One of things I learned from my years living in ‘Little Italy’ in Toronto, along with my foraging for all things Legnano on eBay.it, is that Italians don’t throw things out. In fact it sometimes seems as though they keep absolutely everything on the off chance that someday it may just be of use or of tremendous value if the right person comes along. That perspective may be a little exaggerated but it is in contrast to North Americans that ‘love to shop’ and may be equally adept at ‘throwing away’ if the landfill sites are any measure.
With the demise of Legnano in the 80’s, my first thought was that the old factory had been demolished for a housing development given the land values in Milan and an ever-growing population. However, the aforementioned experience made me think again and so I jumped on Google maps to check out the list of Legnano address that are listed on the back of the brochures and catalogues in my collection. And sure enough, the Legnano factory at 1 Piazza Emilio Bozzi is still standing and occupied today by Duplomatic Automation S.R.C., a producer of high end precision machine tools. Although it seems the Piazza Emilio Bozzi may have been lost or minimized to an intersection at some point in time.
Immediately below is a photo of the Legnano factory at 1 Piazza Emilio Bozzi as illustrated on the back of a 1960’s brochure. As you can see it is a sizeable factory and the water tower is also a nice piece of industrial architecture that must have an architect or engineer’s name behind it.
And here are a few pictures courtesy of Google that show the front of the factory as it is today.
And also an arial view.
From the brochure photo and the arial view above you can see the vaulted style of the factory roof compared to the more modern flat roof construction of the adjacent buildings. This building format reflected the limited ‘open span’ of construction technology at the time. I have to dig through my files for some additional photography however this factory would appear to be much older than the brochure photo would suggest and I suspect that the facade of the factory was given a face lift in the early 60’s along with the construction or updating of the office building immediately in front of the plant and the water tower that faces the road.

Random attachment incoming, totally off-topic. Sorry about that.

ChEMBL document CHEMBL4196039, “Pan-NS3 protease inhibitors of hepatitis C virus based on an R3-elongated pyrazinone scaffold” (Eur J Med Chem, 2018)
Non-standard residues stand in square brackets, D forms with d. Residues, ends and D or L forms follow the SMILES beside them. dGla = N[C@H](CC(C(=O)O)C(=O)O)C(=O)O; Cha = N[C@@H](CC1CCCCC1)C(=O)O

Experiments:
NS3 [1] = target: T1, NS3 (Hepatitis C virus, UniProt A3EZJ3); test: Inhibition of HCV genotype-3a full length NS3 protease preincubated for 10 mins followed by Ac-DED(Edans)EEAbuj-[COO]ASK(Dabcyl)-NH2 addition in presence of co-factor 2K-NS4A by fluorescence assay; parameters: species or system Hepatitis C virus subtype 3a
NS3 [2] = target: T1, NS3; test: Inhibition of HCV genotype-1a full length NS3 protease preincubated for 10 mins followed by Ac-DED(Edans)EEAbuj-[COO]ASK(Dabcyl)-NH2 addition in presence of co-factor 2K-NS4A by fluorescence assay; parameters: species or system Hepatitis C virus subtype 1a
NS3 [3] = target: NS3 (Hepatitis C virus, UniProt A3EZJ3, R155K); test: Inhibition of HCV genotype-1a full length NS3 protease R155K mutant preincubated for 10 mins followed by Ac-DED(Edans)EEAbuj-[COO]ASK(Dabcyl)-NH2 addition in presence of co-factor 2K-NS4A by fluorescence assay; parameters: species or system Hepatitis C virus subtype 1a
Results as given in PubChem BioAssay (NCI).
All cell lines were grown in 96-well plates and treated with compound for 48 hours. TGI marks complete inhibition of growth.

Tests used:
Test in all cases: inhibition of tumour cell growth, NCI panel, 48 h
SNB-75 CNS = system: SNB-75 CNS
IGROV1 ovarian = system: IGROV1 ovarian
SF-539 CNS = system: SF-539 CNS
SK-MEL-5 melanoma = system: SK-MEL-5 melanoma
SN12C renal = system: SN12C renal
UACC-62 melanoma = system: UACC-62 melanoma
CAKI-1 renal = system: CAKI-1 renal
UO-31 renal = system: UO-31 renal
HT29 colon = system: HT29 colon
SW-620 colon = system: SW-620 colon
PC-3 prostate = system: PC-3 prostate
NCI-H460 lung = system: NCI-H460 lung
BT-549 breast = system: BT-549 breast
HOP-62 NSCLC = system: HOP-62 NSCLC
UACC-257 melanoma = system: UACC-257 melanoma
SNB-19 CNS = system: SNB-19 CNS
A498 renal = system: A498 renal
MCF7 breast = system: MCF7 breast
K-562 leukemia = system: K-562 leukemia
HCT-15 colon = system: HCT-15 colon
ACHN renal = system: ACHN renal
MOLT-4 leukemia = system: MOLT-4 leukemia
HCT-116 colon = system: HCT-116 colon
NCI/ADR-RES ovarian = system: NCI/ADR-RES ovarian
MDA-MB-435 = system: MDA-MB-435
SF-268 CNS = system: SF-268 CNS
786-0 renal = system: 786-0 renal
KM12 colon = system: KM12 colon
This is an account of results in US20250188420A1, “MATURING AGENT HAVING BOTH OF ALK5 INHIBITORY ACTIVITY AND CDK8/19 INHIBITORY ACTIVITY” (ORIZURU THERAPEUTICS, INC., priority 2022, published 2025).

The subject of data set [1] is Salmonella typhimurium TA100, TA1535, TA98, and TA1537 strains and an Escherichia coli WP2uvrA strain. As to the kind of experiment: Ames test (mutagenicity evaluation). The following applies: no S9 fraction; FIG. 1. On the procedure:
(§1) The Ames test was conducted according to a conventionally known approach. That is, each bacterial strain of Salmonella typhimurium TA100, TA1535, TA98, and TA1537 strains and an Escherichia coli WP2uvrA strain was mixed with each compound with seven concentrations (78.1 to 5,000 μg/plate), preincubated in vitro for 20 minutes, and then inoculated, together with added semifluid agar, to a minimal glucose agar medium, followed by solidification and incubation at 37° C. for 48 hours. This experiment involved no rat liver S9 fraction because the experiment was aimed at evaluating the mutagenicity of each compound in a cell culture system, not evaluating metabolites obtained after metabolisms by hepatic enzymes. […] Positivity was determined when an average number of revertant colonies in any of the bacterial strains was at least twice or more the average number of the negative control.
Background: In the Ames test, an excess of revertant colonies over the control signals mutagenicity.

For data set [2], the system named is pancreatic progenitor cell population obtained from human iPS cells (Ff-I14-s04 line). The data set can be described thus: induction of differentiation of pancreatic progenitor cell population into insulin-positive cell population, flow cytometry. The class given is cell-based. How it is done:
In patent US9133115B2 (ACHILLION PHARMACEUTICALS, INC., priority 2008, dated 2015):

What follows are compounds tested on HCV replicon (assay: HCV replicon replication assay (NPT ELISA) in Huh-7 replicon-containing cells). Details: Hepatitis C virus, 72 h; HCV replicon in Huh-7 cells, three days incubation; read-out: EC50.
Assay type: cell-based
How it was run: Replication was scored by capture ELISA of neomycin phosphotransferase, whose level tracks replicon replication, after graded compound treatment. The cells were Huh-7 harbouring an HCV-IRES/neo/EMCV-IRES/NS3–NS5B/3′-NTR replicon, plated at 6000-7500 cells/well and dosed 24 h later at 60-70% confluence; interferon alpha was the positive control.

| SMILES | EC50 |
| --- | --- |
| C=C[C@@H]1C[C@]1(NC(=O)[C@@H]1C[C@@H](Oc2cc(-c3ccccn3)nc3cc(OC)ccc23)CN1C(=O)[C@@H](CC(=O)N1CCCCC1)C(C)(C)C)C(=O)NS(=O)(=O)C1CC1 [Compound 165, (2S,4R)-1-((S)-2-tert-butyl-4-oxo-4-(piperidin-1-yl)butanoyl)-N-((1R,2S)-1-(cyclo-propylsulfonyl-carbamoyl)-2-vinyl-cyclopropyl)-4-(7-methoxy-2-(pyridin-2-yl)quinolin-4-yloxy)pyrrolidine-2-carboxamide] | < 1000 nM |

Update (21 Nov 16)
Thanks to a reader, Giuseppe Scaglia of Italy, he advised that Legnano production was first undertaken in a part of the original Woolsit factory of Franco Tosi that was located at Via XX Settembre in Legnano as of 1906. A picture of this first Woolsit-Legnano factory is shown below. I am not sure what became of the old Wolsit factory however from a look on Google Earth it appears as though it is no longer there as the area is primarily residential today and only a section of the perimeter wall remains.
On or about 1962 , Emilio Bozzi SpA opened a massive new factory of approx. 22,000 m² (including 10,000 m² of warehouse) along the ‘Strada Statale 527’ in Legnano replacing the historic site of Via XX Settembre. In those years, annual production amounted to about 150,000 bicycles over 80 different models  ) and Legnano products were sold worldwide in 62 countries  .
With the sales crisis of the bicycle market in the late 60’s and early 70’s, the expansive Legnano plant was closed in 1971, less than 10 years after it was opened, and the company’s operations moved entirely to the Milan site at 1 Piazza Emilio Bozzi, with the subsequent sale in the 1980’s of the Legnano industrial site to Duplomatic Automation S.R.C., a producer of precision machine tools.
In addition, here is a current day photo below of 9 Corso Genova, the longstanding business office for Emilio Bozzi SpA. On the street level there is now a shop selling designer eye wear.
The other address in Milano which appear on numerous Legnano catalogs and sales sheets, often under the heading ‘Sede’ (legal seat), is 8 Via Cicco Simonetta. Here is a pic of that address today, now a fish merchant.
Before we conclude this post, below is a photo (c.1903) of the statue of the Lombard warrior, Alberto da Guissano that stands in the center of Legnano and was inaugurated in 1900. Emilio Bozzi would later adopt this heroic figure as the symbol of the Legnano brand.
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